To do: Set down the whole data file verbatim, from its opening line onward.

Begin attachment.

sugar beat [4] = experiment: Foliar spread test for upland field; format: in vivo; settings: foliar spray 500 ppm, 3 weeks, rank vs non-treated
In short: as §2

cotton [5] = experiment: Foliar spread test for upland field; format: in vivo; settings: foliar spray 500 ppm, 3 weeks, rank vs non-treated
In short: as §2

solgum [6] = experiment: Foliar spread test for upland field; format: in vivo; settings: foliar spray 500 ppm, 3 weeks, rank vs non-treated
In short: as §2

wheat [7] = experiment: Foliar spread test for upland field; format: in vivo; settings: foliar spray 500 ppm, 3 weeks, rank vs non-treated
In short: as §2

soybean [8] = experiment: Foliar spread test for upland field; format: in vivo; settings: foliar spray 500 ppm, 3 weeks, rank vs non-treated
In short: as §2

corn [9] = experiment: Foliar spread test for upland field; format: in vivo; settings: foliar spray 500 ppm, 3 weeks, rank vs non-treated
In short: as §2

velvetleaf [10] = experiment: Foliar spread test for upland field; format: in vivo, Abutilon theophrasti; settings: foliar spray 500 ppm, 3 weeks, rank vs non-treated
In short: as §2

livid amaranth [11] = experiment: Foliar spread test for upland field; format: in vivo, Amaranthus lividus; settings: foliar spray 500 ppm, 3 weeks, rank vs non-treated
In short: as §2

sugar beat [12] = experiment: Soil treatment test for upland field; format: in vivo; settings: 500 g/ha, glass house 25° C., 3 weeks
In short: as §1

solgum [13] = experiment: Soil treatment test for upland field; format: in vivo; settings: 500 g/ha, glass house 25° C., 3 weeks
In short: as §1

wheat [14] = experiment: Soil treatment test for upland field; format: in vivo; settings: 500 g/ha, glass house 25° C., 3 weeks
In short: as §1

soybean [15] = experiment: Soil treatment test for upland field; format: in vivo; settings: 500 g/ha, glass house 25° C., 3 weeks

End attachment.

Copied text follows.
sugar beat [4] = experiment: Foliar spread test for upland field; format: in vivo; settings: foliar spray 500 ppm, 3 weeks, rank vs non-treated
In short: as §2

cotton [5] = experiment: Foliar spread test for upland field; format: in vivo; settings: foliar spray 500 ppm, 3 weeks, rank vs non-treated
In short: as §2

solgum [6] = experiment: Foliar spread test for upland field; format: in vivo; settings: foliar spray 500 ppm, 3 weeks, rank vs non-treated
In short: as §2

wheat [7] = experiment: Foliar spread test for upland field; format: in vivo; settings: foliar spray 500 ppm, 3 weeks, rank vs non-treated
In short: as §2

soybean [8] = experiment: Foliar spread test for upland field; format: in vivo; settings: foliar spray 500 ppm, 3 weeks, rank vs non-treated
In short: as §2

corn [9] = experiment: Foliar spread test for upland field; format: in vivo; settings: foliar spray 500 ppm, 3 weeks, rank vs non-treated
In short: as §2

velvetleaf [10] = experiment: Foliar spread test for upland field; format: in vivo, Abutilon theophrasti; settings: foliar spray 500 ppm, 3 weeks, rank vs non-treated
In short: as §2

livid amaranth [11] = experiment: Foliar spread test for upland field; format: in vivo, Amaranthus lividus; settings: foliar spray 500 ppm, 3 weeks, rank vs non-treated
In short: as §2

sugar beat [12] = experiment: Soil treatment test for upland field; format: in vivo; settings: 500 g/ha, glass house 25° C., 3 weeks
In short: as §1

solgum [13] = experiment: Soil treatment test for upland field; format: in vivo; settings: 500 g/ha, glass house 25° C., 3 weeks
In short: as §1

wheat [14] = experiment: Soil treatment test for upland field; format: in vivo; settings: 500 g/ha, glass house 25° C., 3 weeks
In short: as §1

soybean [15] = experiment: Soil treatment test for upland field; format: in vivo; settings: 500 g/ha, glass house 25° C., 3 weeks